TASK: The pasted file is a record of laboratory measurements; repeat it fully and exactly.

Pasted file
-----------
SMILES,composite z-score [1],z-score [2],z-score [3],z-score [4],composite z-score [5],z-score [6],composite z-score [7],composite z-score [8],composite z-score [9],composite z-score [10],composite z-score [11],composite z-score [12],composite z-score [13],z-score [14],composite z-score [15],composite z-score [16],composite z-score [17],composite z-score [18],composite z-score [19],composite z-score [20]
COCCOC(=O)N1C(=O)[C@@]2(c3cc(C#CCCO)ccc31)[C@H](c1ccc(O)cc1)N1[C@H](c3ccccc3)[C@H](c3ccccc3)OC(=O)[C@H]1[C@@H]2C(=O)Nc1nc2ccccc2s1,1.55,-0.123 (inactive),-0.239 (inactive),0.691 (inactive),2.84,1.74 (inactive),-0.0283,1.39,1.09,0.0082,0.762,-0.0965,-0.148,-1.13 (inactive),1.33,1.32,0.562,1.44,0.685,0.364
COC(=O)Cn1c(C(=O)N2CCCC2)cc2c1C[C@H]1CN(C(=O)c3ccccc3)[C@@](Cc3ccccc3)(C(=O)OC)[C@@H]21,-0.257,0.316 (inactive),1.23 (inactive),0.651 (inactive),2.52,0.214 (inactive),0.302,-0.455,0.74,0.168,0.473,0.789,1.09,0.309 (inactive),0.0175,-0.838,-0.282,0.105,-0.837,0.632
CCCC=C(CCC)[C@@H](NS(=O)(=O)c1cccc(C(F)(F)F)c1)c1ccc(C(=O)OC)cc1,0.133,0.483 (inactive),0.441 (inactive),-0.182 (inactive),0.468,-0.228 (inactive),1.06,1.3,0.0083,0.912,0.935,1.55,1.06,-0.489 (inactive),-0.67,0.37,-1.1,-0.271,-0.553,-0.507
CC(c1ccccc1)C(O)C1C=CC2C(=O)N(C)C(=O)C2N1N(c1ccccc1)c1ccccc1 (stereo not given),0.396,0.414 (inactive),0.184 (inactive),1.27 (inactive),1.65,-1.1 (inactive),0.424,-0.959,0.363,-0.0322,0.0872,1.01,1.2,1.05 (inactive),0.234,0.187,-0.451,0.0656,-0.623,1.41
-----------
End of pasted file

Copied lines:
SMILES,composite z-score [1],z-score [2],z-score [3],z-score [4],composite z-score [5],z-score [6],composite z-score [7],composite z-score [8],composite z-score [9],composite z-score [10],composite z-score [11],composite z-score [12],composite z-score [13],z-score [14],composite z-score [15],composite z-score [16],composite z-score [17],composite z-score [18],composite z-score [19],composite z-score [20]
COCCOC(=O)N1C(=O)[C@@]2(c3cc(C#CCCO)ccc31)[C@H](c1ccc(O)cc1)N1[C@H](c3ccccc3)[C@H](c3ccccc3)OC(=O)[C@H]1[C@@H]2C(=O)Nc1nc2ccccc2s1,1.55,-0.123 (inactive),-0.239 (inactive),0.691 (inactive),2.84,1.74 (inactive),-0.0283,1.39,1.09,0.0082,0.762,-0.0965,-0.148,-1.13 (inactive),1.33,1.32,0.562,1.44,0.685,0.364
COC(=O)Cn1c(C(=O)N2CCCC2)cc2c1C[C@H]1CN(C(=O)c3ccccc3)[C@@](Cc3ccccc3)(C(=O)OC)[C@@H]21,-0.257,0.316 (inactive),1.23 (inactive),0.651 (inactive),2.52,0.214 (inactive),0.302,-0.455,0.74,0.168,0.473,0.789,1.09,0.309 (inactive),0.0175,-0.838,-0.282,0.105,-0.837,0.632
CCCC=C(CCC)[C@@H](NS(=O)(=O)c1cccc(C(F)(F)F)c1)c1ccc(C(=O)OC)cc1,0.133,0.483 (inactive),0.441 (inactive),-0.182 (inactive),0.468,-0.228 (inactive),1.06,1.3,0.0083,0.912,0.935,1.55,1.06,-0.489 (inactive),-0.67,0.37,-1.1,-0.271,-0.553,-0.507
CC(c1ccccc1)C(O)C1C=CC2C(=O)N(C)C(=O)C2N1N(c1ccccc1)c1ccccc1 (stereo not given),0.396,0.414 (inactive),0.184 (inactive),1.27 (inactive),1.65,-1.1 (inactive),0.424,-0.959,0.363,-0.0322,0.0872,1.01,1.2,1.05 (inactive),0.234,0.187,-0.451,0.0656,-0.623,1.41